Similar to other scholars, I see the UAW as a “progressive” union dedicated to the betterment of all its members regardless of race, gender, or ethnicity. But given its gravitation to collective bargaining and the massive challenge of addressing the fluctuating economic circumstances of the market, the UAW became less and less responsive to the challenges faced by working Detroiters at the community level. The niche that the Communists filled, before the Second Red Scare, was addressing the “everyday” challenges that occurred outside the workplace – segregation in housing markets, policing reform, or economic justice. When the Red Scare hit its stride, the people who were most passionate about these issues and best equipped to address them, were forced underground. As for the implications for working Detroiters, with the Communists driven from the ranks of the union and, in many instances, under threat of indictment, the UAW became the primary guardian of “working-class welfare” in Detroit. Given its commitment to collective bargaining, social justice became an afterthought. At best, the purchasing power that had been won by the UAW through effective contracts became an inadvertent avenue for pursuing social justice.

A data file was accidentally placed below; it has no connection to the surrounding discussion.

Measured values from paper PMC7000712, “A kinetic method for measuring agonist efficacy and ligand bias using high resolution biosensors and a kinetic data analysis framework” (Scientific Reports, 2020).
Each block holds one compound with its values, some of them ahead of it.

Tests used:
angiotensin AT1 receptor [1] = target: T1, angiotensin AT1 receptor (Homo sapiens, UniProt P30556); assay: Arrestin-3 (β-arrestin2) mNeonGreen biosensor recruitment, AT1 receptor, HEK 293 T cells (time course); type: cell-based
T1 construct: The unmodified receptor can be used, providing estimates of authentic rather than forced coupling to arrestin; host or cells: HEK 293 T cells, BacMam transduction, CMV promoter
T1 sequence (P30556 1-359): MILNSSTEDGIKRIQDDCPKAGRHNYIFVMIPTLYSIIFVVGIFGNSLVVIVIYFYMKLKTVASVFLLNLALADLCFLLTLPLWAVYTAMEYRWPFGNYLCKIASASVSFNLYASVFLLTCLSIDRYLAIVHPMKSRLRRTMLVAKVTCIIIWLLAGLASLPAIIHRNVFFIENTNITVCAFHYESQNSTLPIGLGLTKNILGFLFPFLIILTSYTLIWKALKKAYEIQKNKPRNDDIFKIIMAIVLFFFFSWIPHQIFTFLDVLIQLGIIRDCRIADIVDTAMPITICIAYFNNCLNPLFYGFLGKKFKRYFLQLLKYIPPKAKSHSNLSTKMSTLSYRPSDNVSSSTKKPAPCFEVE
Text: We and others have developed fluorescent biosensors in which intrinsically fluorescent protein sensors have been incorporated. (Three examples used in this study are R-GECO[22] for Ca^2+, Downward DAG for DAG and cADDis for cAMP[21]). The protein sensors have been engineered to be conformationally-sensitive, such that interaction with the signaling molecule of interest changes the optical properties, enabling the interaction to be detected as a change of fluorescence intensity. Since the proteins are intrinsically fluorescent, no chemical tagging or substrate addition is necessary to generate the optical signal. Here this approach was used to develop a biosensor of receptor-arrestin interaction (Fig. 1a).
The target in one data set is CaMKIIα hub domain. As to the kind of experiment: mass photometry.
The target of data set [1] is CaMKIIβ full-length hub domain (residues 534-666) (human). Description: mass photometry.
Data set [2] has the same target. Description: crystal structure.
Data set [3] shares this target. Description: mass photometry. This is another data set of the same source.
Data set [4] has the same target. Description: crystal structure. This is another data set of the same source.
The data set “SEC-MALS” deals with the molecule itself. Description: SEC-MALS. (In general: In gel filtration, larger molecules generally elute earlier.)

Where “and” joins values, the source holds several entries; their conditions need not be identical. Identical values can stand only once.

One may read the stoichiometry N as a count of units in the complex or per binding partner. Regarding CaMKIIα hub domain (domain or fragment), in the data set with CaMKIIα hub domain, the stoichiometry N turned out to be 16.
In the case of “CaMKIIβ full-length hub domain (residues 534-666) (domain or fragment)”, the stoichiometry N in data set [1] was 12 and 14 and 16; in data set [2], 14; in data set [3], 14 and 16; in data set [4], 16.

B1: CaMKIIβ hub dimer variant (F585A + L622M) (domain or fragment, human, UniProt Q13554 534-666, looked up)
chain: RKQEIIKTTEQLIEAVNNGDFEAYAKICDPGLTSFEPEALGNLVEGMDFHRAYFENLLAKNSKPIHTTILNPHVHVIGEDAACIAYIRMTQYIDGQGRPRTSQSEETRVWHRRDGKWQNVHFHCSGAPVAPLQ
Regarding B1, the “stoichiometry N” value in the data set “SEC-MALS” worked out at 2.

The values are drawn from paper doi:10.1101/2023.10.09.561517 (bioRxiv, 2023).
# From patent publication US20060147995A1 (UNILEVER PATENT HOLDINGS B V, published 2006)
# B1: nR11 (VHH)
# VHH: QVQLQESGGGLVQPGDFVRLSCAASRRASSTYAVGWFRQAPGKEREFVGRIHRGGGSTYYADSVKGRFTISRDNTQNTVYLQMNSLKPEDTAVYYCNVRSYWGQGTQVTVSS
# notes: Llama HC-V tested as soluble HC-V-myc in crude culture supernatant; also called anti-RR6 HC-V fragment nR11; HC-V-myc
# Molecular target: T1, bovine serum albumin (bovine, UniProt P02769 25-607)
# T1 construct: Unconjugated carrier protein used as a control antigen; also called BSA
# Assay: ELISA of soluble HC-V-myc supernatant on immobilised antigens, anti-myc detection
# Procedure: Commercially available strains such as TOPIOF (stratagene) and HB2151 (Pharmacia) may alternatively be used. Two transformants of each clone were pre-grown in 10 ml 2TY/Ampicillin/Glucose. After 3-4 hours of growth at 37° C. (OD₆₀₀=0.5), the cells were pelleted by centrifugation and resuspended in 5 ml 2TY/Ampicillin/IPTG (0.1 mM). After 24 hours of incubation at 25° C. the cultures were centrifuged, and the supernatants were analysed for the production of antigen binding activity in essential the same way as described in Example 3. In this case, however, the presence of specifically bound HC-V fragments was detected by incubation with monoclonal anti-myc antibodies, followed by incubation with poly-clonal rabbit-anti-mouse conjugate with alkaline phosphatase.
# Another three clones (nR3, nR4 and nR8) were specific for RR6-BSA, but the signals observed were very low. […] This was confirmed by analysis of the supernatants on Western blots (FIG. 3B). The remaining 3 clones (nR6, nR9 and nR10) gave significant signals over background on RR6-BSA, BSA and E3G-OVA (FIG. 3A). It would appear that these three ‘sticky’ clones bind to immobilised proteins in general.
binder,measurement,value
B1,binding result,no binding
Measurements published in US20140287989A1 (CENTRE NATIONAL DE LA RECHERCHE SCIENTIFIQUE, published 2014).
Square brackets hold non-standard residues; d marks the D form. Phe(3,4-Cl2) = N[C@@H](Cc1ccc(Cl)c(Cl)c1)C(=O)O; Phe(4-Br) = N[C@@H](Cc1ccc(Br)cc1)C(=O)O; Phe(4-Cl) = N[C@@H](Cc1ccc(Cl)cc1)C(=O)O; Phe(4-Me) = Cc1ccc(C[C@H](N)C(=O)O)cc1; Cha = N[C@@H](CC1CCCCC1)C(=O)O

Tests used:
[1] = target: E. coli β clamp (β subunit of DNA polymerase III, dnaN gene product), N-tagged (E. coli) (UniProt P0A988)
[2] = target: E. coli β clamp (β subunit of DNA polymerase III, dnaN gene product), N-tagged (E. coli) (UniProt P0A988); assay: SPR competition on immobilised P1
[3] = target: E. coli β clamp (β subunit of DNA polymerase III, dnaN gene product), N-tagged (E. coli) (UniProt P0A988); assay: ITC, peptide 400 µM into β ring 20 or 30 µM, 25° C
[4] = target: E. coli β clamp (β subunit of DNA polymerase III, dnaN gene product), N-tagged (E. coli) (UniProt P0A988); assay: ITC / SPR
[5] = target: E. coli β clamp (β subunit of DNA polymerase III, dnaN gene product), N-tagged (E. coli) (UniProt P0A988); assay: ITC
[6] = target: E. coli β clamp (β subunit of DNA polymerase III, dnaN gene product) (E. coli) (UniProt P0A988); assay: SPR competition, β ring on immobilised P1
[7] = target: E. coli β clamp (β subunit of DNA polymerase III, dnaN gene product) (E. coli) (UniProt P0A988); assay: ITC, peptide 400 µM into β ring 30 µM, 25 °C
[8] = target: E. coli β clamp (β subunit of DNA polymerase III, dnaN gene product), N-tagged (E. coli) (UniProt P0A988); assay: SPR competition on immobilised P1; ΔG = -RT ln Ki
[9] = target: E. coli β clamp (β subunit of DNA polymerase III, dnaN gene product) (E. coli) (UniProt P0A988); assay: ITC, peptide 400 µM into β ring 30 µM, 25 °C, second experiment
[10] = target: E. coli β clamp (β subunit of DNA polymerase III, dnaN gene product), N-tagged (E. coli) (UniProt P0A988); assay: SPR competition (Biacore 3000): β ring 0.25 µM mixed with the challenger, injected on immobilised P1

What are the most important lessons of the story you tell for labor today?
This is going to sound like I’m wandering off on some sort of tangent but shortly after reading Hurry Up Please, It’s Time, Elizabeth Hawes became my favorite person in my book. Her love of unions was both endearing and inspiring to me. There is a part in that book when she talks about how when “the people” get together and get organized, there is nothing they cannot accomplish. I think that was a central lesson those old lefties wanted to leave for us. Bringing racism and its connections to policing in Detroit into a public focus helped to reform law enforcement in the city. Bringing people together in the annual New Year’s Eve party, helped Detroit’s Communists demonstrate that working people from different walks of life had much more in common than set them apart. Given the political circumstances that we Americans find ourselves in today, I think the lesson left by Hawes and many of her “non-red baiters” is very timely.
Now that your book is published, what books are you looking forward to read?
I’ve been spending a lot of time thinking about the history of human rights. I just finished Samuel Moyn’s The Last Utopia: Human Rights in History and Not Enough: Human Rights in an Unequal World and Mark Philip Bradley’s The World Reimagined: Americans and Human Rights in the Twentieth Century. On my “to-do” list are Sarah Snyder’s Human Rights Activism and the End of the Cold War, Aryeh Neier’s The International Human Rights Movement: A History, and Geraldine Kidd’s Eleanor Roosevelt: Palestine, Israel, and Human Rights